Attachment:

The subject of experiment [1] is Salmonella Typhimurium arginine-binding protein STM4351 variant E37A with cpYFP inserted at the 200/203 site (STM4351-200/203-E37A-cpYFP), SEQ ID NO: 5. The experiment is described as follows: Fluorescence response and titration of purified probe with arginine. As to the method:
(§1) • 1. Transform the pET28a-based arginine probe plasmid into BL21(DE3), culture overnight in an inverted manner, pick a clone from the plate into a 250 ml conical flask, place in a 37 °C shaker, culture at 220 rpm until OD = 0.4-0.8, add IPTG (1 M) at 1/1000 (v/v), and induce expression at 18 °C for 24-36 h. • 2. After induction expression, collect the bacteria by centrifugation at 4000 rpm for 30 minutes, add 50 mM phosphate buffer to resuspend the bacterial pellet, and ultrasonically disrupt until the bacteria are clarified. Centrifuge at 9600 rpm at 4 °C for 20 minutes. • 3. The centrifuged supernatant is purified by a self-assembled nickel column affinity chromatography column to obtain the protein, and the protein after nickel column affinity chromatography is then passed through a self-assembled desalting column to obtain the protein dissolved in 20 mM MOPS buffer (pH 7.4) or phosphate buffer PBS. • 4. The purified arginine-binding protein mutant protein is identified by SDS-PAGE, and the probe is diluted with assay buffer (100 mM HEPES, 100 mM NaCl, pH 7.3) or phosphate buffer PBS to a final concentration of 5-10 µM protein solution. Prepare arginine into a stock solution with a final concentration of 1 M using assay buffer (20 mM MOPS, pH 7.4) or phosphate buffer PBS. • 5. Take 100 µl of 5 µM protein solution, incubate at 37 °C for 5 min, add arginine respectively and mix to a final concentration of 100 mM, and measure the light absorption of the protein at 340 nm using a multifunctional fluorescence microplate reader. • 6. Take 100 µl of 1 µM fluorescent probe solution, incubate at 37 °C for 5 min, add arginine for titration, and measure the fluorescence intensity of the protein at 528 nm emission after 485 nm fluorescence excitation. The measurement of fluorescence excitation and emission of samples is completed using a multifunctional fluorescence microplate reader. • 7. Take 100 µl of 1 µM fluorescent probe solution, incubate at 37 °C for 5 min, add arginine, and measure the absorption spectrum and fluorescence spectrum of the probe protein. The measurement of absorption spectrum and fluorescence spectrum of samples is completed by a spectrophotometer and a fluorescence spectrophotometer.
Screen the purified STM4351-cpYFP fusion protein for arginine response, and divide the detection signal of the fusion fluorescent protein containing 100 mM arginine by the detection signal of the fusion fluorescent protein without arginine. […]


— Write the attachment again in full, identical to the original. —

The subject of experiment [1] is Salmonella Typhimurium arginine-binding protein STM4351 variant E37A with cpYFP inserted at the 200/203 site (STM4351-200/203-E37A-cpYFP), SEQ ID NO: 5. The experiment is described as follows: Fluorescence response and titration of purified probe with arginine. As to the method:
(§1) • 1. Transform the pET28a-based arginine probe plasmid into BL21(DE3), culture overnight in an inverted manner, pick a clone from the plate into a 250 ml conical flask, place in a 37 °C shaker, culture at 220 rpm until OD = 0.4-0.8, add IPTG (1 M) at 1/1000 (v/v), and induce expression at 18 °C for 24-36 h. • 2. After induction expression, collect the bacteria by centrifugation at 4000 rpm for 30 minutes, add 50 mM phosphate buffer to resuspend the bacterial pellet, and ultrasonically disrupt until the bacteria are clarified. Centrifuge at 9600 rpm at 4 °C for 20 minutes. • 3. The centrifuged supernatant is purified by a self-assembled nickel column affinity chromatography column to obtain the protein, and the protein after nickel column affinity chromatography is then passed through a self-assembled desalting column to obtain the protein dissolved in 20 mM MOPS buffer (pH 7.4) or phosphate buffer PBS. • 4. The purified arginine-binding protein mutant protein is identified by SDS-PAGE, and the probe is diluted with assay buffer (100 mM HEPES, 100 mM NaCl, pH 7.3) or phosphate buffer PBS to a final concentration of 5-10 µM protein solution. Prepare arginine into a stock solution with a final concentration of 1 M using assay buffer (20 mM MOPS, pH 7.4) or phosphate buffer PBS. • 5. Take 100 µl of 5 µM protein solution, incubate at 37 °C for 5 min, add arginine respectively and mix to a final concentration of 100 mM, and measure the light absorption of the protein at 340 nm using a multifunctional fluorescence microplate reader. • 6. Take 100 µl of 1 µM fluorescent probe solution, incubate at 37 °C for 5 min, add arginine for titration, and measure the fluorescence intensity of the protein at 528 nm emission after 485 nm fluorescence excitation. The measurement of fluorescence excitation and emission of samples is completed using a multifunctional fluorescence microplate reader. • 7. Take 100 µl of 1 µM fluorescent probe solution, incubate at 37 °C for 5 min, add arginine, and measure the absorption spectrum and fluorescence spectrum of the probe protein. The measurement of absorption spectrum and fluorescence spectrum of samples is completed by a spectrophotometer and a fluorescence spectrophotometer.
Screen the purified STM4351-cpYFP fusion protein for arginine response, and divide the detection signal of the fusion fluorescent protein containing 100 mM arginine by the detection signal of the fusion fluorescent protein without arginine. […]